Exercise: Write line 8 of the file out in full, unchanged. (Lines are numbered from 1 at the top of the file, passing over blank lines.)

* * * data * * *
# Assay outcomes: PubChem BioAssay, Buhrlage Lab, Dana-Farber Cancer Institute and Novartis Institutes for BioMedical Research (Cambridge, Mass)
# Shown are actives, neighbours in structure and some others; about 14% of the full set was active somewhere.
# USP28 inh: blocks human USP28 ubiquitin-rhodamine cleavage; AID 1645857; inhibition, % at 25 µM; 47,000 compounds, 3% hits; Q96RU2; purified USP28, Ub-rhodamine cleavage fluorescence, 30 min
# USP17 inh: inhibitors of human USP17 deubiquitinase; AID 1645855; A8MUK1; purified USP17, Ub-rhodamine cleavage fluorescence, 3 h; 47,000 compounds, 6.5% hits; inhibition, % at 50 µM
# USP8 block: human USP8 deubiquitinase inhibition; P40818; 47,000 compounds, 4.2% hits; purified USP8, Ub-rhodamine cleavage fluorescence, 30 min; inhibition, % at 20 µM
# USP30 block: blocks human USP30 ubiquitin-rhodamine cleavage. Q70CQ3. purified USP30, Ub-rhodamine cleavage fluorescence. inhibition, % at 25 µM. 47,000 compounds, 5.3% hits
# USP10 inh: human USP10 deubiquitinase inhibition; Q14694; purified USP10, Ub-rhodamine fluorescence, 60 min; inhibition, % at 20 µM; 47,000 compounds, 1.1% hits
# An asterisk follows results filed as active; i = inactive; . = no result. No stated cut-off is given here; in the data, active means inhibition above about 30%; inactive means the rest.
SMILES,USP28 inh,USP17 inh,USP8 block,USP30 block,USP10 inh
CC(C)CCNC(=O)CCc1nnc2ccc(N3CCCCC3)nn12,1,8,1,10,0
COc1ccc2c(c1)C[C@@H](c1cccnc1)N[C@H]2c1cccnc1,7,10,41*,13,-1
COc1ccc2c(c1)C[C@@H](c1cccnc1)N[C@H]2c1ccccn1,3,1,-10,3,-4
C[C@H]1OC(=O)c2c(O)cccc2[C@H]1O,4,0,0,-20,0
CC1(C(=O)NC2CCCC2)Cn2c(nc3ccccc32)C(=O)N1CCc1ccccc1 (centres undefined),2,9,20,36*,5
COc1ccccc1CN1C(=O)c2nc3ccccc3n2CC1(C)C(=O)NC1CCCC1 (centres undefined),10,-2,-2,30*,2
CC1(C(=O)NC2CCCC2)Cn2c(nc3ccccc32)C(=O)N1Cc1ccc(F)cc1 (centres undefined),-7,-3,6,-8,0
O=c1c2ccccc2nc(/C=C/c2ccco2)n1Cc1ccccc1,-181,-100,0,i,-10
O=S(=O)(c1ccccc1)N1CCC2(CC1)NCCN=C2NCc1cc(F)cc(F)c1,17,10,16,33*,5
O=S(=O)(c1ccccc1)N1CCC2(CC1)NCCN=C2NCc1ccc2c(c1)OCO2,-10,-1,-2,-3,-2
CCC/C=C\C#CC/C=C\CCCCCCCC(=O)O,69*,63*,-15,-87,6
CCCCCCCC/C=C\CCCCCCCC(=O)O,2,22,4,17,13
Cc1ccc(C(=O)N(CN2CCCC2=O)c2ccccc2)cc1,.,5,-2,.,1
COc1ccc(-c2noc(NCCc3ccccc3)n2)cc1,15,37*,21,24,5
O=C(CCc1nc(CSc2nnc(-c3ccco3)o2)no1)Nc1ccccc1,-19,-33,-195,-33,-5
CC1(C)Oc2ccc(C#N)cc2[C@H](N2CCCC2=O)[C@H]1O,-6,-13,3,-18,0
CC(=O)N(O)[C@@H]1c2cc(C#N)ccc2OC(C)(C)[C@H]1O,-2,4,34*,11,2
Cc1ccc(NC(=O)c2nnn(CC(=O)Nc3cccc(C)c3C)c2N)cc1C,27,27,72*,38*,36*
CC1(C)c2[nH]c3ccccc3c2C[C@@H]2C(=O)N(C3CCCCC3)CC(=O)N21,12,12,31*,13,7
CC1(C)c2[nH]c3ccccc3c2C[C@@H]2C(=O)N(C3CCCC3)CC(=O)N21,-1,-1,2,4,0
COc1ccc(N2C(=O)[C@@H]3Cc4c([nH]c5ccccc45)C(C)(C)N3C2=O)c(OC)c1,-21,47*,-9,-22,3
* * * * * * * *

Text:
# An asterisk follows results filed as active; i = inactive; . = no result. No stated cut-off is given here; in the data, active means inhibition above about 30%; inactive means the rest.